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Jacksonian Democracy, Transforming Democracy

mobbing, Popular participation, party platforms, political participation, political rights

After 1815 Americans transformed the republic of the Founding Fathers into a democracy. State after state revoked property qualifications for voting and holding office—thus transforming Jefferson’s republic of property holders into Andrew Jackson’s mass democracy. Democracy, however, was not for everyone. While states extended political rights to all white men, they often withdrew or limited such rights for blacks. As part of the same trend, the state of New Jersey took the vote away from propertied women, who formerly had possessed that right. Thus the democratization of citizenship applied exclusively to white men. In the mid–19th century, these men went to the polls in record numbers. The election of 1828 attracted 1.2 million voters; that number jumped to 1.5 million in 1836 and to 2.4 million in 1840. Turnout of eligible voters by 1840 was well over 60 percent—higher than it had ever been, and much higher than it is now.

At the same time, however, popular political activity other than voting declined. Judging by available evidence, state and national governments received fewer petitions than in the past, and they paid less attention to the ones they received. In the 1830s, when Congress received hundreds of antislavery petitions, it simply refused to read them. Petitioning, parading, and mobbing (each of which included Americans who were not white males) had all been crucial to the American Revolutionary movement, and they had continued to play important roles in Jeffersonian America. By the 1830s and 1840s, spontaneous parades and mob actions played smaller roles in political life, and more-respectable citizens viewed such activities as disorderly and criminal. Popular participation in politics was more and more limited to voting.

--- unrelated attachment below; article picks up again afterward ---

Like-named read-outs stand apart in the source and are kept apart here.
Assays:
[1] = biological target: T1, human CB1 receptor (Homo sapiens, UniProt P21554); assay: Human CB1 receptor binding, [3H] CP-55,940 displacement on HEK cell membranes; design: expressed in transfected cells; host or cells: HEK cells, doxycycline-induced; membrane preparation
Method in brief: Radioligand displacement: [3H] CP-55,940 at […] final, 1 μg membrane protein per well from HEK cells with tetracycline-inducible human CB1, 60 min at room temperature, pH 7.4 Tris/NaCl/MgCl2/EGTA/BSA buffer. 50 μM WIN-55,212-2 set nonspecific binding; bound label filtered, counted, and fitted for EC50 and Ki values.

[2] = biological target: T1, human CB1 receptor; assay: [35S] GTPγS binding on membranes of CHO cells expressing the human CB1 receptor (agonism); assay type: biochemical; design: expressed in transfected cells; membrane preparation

Furthermore, voting was organized not by the voice of the citizenry, but by a national two–party system staffed by disciplined professionals. These professionals included candidates, appointed office holders, newspaper editors, and local leaders who organized voters, wrote party platforms, and developed party ideologies in ways that only partially and indirectly reflected popular wishes. Thus political participation was democratized by the 1830s. But democracy included only white men, and even they were transformed from citizens to spectators.

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